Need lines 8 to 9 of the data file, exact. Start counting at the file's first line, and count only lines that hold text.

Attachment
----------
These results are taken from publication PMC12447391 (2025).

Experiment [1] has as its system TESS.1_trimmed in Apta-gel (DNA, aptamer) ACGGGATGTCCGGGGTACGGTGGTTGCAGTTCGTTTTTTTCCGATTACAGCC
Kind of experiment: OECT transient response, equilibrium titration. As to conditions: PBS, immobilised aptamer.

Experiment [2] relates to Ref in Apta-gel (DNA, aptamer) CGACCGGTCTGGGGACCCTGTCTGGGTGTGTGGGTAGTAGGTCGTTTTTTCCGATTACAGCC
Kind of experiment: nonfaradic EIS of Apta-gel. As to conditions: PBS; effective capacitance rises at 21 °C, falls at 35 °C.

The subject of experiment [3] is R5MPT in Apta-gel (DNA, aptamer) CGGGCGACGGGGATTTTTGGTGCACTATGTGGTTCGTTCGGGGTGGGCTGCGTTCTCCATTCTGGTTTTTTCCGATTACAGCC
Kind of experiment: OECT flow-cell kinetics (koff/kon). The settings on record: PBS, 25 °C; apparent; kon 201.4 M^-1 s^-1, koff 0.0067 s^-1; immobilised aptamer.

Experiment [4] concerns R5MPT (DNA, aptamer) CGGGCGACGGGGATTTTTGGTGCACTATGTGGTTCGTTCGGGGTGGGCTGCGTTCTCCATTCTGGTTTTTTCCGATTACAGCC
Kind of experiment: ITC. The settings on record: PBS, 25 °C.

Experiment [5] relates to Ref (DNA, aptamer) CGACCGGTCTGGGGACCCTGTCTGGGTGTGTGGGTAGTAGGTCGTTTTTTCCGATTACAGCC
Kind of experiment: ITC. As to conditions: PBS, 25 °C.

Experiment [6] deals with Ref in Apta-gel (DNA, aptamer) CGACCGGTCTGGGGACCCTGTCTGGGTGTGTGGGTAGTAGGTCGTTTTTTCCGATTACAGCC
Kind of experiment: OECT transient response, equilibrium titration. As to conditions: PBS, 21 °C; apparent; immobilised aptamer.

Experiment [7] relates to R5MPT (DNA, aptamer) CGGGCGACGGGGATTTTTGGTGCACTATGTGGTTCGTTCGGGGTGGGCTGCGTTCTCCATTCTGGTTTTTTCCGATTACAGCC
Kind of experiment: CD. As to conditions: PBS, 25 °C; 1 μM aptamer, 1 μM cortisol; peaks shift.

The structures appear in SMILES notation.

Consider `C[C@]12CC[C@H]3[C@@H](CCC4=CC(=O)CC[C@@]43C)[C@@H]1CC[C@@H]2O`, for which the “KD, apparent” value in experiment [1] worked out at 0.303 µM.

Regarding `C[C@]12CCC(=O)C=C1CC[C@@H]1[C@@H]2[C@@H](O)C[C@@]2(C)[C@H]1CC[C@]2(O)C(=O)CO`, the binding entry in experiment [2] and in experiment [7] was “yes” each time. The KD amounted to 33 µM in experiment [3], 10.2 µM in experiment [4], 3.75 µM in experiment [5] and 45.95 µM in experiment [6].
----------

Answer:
Experiment [4] concerns R5MPT (DNA, aptamer) CGGGCGACGGGGATTTTTGGTGCACTATGTGGTTCGTTCGGGGTGGGCTGCGTTCTCCATTCTGGTTTTTTCCGATTACAGCC
Kind of experiment: ITC. The settings on record: PBS, 25 °C.